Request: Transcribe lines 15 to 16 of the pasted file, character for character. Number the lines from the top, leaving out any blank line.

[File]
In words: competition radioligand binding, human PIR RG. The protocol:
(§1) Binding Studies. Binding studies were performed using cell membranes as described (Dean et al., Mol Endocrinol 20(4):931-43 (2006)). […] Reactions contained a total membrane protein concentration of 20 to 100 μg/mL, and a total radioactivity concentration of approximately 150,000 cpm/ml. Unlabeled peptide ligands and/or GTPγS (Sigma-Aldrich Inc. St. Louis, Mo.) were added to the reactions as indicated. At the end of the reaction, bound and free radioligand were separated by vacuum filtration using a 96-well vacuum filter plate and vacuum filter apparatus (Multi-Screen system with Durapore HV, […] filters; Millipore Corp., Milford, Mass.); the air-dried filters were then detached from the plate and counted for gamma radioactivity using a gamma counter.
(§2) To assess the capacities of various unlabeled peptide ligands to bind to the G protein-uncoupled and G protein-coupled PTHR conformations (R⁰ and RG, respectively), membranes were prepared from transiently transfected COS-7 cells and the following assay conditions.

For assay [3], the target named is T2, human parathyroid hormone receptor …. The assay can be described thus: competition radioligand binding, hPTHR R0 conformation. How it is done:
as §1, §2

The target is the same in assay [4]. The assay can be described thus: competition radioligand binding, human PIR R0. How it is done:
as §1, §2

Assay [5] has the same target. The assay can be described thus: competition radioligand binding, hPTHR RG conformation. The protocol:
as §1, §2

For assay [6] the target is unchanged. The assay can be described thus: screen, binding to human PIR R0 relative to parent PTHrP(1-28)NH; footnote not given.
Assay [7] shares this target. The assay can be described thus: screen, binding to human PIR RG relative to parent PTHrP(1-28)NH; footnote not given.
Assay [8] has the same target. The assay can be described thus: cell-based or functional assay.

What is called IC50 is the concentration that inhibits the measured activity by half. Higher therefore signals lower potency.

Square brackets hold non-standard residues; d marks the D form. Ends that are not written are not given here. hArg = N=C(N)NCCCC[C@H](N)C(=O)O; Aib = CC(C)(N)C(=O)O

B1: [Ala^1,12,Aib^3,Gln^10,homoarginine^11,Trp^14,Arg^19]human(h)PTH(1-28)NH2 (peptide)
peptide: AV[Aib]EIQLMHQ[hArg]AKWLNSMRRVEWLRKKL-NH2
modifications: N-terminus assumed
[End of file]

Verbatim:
B1: [Ala^1,12,Aib^3,Gln^10,homoarginine^11,Trp^14,Arg^19]human(h)PTH(1-28)NH2 (peptide)
peptide: AV[Aib]EIQLMHQ[hArg]AKWLNSMRRVEWLRKKL-NH2